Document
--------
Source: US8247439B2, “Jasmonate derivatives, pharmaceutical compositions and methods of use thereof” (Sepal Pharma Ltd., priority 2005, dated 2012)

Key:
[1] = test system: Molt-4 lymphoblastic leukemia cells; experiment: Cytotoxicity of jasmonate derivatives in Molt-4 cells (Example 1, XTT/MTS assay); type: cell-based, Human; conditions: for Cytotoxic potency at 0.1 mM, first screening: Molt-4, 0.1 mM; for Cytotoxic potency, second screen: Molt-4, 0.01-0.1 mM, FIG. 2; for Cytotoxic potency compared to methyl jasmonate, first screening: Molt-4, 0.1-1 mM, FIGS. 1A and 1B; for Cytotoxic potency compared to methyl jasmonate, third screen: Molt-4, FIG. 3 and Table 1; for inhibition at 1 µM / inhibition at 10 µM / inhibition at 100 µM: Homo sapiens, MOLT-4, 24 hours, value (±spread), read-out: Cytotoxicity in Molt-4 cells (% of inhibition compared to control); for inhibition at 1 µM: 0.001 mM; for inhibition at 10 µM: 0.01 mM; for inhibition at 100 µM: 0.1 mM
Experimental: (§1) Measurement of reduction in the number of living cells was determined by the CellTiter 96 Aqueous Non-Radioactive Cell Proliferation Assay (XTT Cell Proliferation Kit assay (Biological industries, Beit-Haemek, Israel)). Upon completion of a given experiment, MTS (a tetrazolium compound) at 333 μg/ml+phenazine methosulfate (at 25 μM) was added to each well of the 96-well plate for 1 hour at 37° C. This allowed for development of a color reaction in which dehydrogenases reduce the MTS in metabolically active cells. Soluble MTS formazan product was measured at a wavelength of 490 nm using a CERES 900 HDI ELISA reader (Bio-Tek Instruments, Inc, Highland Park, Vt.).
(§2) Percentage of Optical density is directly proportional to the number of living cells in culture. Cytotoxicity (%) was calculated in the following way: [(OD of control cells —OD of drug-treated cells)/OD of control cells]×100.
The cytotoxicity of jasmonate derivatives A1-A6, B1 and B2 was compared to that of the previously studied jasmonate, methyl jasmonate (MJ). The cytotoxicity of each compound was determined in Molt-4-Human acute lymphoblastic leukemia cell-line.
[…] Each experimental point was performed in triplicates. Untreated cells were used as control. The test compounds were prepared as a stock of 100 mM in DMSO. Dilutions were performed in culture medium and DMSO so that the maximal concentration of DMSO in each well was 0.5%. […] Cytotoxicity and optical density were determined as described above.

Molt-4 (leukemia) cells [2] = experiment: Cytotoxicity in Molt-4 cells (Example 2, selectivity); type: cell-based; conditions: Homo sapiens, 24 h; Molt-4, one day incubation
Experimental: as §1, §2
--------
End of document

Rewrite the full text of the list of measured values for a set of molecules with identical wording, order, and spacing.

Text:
Source: US8247439B2, “Jasmonate derivatives, pharmaceutical compositions and methods of use thereof” (Sepal Pharma Ltd., priority 2005, dated 2012)

Key:
[1] = test system: Molt-4 lymphoblastic leukemia cells; experiment: Cytotoxicity of jasmonate derivatives in Molt-4 cells (Example 1, XTT/MTS assay); type: cell-based, Human; conditions: for Cytotoxic potency at 0.1 mM, first screening: Molt-4, 0.1 mM; for Cytotoxic potency, second screen: Molt-4, 0.01-0.1 mM, FIG. 2; for Cytotoxic potency compared to methyl jasmonate, first screening: Molt-4, 0.1-1 mM, FIGS. 1A and 1B; for Cytotoxic potency compared to methyl jasmonate, third screen: Molt-4, FIG. 3 and Table 1; for inhibition at 1 µM / inhibition at 10 µM / inhibition at 100 µM: Homo sapiens, MOLT-4, 24 hours, value (±spread), read-out: Cytotoxicity in Molt-4 cells (% of inhibition compared to control); for inhibition at 1 µM: 0.001 mM; for inhibition at 10 µM: 0.01 mM; for inhibition at 100 µM: 0.1 mM
Experimental: (§1) Measurement of reduction in the number of living cells was determined by the CellTiter 96 Aqueous Non-Radioactive Cell Proliferation Assay (XTT Cell Proliferation Kit assay (Biological industries, Beit-Haemek, Israel)). Upon completion of a given experiment, MTS (a tetrazolium compound) at 333 μg/ml+phenazine methosulfate (at 25 μM) was added to each well of the 96-well plate for 1 hour at 37° C. This allowed for development of a color reaction in which dehydrogenases reduce the MTS in metabolically active cells. Soluble MTS formazan product was measured at a wavelength of 490 nm using a CERES 900 HDI ELISA reader (Bio-Tek Instruments, Inc, Highland Park, Vt.).
(§2) Percentage of Optical density is directly proportional to the number of living cells in culture. Cytotoxicity (%) was calculated in the following way: [(OD of control cells —OD of drug-treated cells)/OD of control cells]×100.
The cytotoxicity of jasmonate derivatives A1-A6, B1 and B2 was compared to that of the previously studied jasmonate, methyl jasmonate (MJ). The cytotoxicity of each compound was determined in Molt-4-Human acute lymphoblastic leukemia cell-line.
[…] Each experimental point was performed in triplicates. Untreated cells were used as control. The test compounds were prepared as a stock of 100 mM in DMSO. Dilutions were performed in culture medium and DMSO so that the maximal concentration of DMSO in each well was 0.5%. […] Cytotoxicity and optical density were determined as described above.

Molt-4 (leukemia) cells [2] = experiment: Cytotoxicity in Molt-4 cells (Example 2, selectivity); type: cell-based; conditions: Homo sapiens, 24 h; Molt-4, one day incubation
Experimental: as §1, §2